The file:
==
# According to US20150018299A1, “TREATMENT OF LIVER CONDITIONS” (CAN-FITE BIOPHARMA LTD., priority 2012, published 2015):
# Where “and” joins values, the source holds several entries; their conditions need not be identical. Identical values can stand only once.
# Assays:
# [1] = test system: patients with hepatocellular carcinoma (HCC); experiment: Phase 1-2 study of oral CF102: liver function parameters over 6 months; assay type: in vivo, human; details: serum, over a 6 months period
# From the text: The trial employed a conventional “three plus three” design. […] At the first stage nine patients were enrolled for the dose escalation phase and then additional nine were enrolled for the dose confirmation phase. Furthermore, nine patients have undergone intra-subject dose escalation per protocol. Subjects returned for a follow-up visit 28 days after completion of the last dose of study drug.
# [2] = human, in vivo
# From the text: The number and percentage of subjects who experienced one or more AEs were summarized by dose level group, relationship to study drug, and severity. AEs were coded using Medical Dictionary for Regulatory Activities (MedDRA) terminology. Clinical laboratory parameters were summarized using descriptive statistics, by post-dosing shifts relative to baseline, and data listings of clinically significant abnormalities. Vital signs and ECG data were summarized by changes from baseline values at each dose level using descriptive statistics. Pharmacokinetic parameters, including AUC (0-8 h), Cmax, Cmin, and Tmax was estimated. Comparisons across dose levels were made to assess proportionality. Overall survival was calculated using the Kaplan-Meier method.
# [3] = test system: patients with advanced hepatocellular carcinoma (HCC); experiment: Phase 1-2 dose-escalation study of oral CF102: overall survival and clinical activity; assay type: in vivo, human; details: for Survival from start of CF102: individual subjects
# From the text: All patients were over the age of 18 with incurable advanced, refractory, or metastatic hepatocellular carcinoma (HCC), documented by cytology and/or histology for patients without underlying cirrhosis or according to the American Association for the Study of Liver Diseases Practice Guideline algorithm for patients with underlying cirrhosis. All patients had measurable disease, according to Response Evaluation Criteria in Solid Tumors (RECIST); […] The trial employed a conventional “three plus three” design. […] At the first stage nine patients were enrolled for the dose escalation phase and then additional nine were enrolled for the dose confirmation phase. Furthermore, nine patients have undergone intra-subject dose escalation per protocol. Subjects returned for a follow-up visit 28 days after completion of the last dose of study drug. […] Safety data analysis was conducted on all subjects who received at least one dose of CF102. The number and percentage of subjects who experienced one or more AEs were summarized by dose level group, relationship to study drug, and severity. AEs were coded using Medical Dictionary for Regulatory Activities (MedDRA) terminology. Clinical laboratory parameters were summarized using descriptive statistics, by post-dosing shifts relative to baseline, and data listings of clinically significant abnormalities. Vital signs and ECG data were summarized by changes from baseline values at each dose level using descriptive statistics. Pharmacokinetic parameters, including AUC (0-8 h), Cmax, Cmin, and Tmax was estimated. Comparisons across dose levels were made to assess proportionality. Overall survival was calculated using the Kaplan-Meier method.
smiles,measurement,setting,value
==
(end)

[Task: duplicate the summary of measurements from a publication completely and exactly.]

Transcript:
# According to US20150018299A1, “TREATMENT OF LIVER CONDITIONS” (CAN-FITE BIOPHARMA LTD., priority 2012, published 2015):
# Where “and” joins values, the source holds several entries; their conditions need not be identical. Identical values can stand only once.
# Assays:
# [1] = test system: patients with hepatocellular carcinoma (HCC); experiment: Phase 1-2 study of oral CF102: liver function parameters over 6 months; assay type: in vivo, human; details: serum, over a 6 months period
# From the text: The trial employed a conventional “three plus three” design. […] At the first stage nine patients were enrolled for the dose escalation phase and then additional nine were enrolled for the dose confirmation phase. Furthermore, nine patients have undergone intra-subject dose escalation per protocol. Subjects returned for a follow-up visit 28 days after completion of the last dose of study drug.
# [2] = human, in vivo
# From the text: The number and percentage of subjects who experienced one or more AEs were summarized by dose level group, relationship to study drug, and severity. AEs were coded using Medical Dictionary for Regulatory Activities (MedDRA) terminology. Clinical laboratory parameters were summarized using descriptive statistics, by post-dosing shifts relative to baseline, and data listings of clinically significant abnormalities. Vital signs and ECG data were summarized by changes from baseline values at each dose level using descriptive statistics. Pharmacokinetic parameters, including AUC (0-8 h), Cmax, Cmin, and Tmax was estimated. Comparisons across dose levels were made to assess proportionality. Overall survival was calculated using the Kaplan-Meier method.
# [3] = test system: patients with advanced hepatocellular carcinoma (HCC); experiment: Phase 1-2 dose-escalation study of oral CF102: overall survival and clinical activity; assay type: in vivo, human; details: for Survival from start of CF102: individual subjects
# From the text: All patients were over the age of 18 with incurable advanced, refractory, or metastatic hepatocellular carcinoma (HCC), documented by cytology and/or histology for patients without underlying cirrhosis or according to the American Association for the Study of Liver Diseases Practice Guideline algorithm for patients with underlying cirrhosis. All patients had measurable disease, according to Response Evaluation Criteria in Solid Tumors (RECIST); […] The trial employed a conventional “three plus three” design. […] At the first stage nine patients were enrolled for the dose escalation phase and then additional nine were enrolled for the dose confirmation phase. Furthermore, nine patients have undergone intra-subject dose escalation per protocol. Subjects returned for a follow-up visit 28 days after completion of the last dose of study drug. […] Safety data analysis was conducted on all subjects who received at least one dose of CF102. The number and percentage of subjects who experienced one or more AEs were summarized by dose level group, relationship to study drug, and severity. AEs were coded using Medical Dictionary for Regulatory Activities (MedDRA) terminology. Clinical laboratory parameters were summarized using descriptive statistics, by post-dosing shifts relative to baseline, and data listings of clinically significant abnormalities. Vital signs and ECG data were summarized by changes from baseline values at each dose level using descriptive statistics. Pharmacokinetic parameters, including AUC (0-8 h), Cmax, Cmin, and Tmax was estimated. Comparisons across dose levels were made to assess proportionality. Overall survival was calculated using the Kaplan-Meier method.
smiles,measurement,setting,value